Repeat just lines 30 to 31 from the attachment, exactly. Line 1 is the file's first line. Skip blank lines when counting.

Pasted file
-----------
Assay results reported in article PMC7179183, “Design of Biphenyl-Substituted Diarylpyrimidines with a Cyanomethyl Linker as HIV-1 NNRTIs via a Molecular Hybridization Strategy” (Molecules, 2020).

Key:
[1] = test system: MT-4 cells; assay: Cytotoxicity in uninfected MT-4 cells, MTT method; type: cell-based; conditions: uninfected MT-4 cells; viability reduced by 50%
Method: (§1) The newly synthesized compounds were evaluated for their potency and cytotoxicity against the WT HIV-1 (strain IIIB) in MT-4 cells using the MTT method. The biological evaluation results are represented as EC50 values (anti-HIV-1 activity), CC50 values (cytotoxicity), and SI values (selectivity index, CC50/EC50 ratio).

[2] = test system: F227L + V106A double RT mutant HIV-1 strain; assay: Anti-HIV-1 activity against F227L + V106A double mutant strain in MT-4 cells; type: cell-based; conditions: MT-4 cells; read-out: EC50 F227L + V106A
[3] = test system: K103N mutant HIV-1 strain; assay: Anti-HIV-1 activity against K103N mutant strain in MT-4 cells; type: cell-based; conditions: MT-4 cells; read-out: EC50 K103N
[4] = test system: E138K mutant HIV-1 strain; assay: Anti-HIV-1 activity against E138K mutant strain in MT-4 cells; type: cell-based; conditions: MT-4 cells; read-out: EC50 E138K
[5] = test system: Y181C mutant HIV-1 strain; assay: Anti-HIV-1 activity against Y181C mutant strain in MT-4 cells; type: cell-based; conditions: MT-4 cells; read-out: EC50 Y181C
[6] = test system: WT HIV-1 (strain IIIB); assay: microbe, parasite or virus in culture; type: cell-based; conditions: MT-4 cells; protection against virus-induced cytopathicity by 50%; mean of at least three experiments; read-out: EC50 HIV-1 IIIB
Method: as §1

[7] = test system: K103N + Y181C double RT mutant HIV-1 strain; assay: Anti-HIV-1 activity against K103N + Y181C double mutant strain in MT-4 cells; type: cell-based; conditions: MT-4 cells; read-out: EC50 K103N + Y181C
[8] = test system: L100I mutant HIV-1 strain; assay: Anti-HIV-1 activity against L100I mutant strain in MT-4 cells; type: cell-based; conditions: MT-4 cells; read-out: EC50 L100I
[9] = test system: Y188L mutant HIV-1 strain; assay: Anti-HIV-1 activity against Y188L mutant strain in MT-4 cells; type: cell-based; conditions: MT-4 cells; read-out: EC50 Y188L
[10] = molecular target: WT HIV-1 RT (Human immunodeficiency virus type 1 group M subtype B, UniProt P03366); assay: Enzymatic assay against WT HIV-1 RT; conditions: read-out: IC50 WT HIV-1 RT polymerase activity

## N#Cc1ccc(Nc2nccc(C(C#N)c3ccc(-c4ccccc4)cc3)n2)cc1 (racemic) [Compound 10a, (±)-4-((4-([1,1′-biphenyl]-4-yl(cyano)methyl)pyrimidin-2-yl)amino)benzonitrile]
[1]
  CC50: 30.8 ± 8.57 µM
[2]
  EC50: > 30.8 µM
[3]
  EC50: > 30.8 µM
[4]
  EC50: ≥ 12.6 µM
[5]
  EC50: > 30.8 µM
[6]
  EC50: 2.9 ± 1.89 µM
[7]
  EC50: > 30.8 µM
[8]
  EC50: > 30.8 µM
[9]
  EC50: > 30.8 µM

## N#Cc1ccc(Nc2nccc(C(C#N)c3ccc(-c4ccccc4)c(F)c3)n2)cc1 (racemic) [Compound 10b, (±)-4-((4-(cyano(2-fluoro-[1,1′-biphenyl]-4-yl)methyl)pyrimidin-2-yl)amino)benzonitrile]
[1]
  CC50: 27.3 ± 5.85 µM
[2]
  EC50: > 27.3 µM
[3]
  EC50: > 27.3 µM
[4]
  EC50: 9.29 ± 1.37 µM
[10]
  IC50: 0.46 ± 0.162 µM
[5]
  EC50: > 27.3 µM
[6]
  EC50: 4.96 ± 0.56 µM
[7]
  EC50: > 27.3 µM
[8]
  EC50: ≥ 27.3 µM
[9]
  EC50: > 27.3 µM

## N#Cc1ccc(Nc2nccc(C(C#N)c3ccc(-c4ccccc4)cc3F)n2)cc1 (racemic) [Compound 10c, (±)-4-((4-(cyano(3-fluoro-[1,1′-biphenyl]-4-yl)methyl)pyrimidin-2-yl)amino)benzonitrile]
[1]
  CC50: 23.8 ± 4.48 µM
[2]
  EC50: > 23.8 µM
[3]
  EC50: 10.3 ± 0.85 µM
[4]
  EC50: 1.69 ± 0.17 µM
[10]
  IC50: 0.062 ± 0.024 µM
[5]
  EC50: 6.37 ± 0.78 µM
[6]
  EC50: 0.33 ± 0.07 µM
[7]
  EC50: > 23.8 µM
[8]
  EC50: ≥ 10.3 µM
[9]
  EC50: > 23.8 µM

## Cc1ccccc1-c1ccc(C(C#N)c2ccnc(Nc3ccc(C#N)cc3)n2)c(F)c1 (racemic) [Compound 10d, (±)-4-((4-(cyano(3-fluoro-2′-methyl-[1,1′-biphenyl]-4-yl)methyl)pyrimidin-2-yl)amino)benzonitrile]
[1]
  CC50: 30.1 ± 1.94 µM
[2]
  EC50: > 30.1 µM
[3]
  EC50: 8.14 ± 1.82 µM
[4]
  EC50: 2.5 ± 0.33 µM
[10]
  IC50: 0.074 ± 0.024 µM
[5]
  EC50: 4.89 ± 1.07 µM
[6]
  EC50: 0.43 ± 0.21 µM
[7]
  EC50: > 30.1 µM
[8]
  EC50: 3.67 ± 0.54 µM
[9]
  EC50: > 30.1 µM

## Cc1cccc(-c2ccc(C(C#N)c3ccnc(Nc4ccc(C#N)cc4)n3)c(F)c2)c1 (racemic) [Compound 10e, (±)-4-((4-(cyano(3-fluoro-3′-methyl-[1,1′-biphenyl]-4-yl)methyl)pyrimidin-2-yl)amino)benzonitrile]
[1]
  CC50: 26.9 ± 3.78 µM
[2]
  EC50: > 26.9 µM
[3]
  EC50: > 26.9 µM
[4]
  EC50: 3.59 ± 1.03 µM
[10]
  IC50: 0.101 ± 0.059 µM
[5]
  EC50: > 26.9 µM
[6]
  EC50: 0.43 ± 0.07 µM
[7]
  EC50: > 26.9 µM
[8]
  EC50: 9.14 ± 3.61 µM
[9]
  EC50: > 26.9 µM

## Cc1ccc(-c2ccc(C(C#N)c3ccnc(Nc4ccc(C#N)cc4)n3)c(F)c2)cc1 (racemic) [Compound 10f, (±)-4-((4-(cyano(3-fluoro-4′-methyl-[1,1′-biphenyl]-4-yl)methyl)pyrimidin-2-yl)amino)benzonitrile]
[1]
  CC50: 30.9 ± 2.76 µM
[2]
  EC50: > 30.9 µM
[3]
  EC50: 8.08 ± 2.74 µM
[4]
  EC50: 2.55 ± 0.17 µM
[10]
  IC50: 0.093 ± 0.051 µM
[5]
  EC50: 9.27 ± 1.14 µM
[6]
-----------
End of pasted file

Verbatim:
[8]
  EC50: > 30.8 µM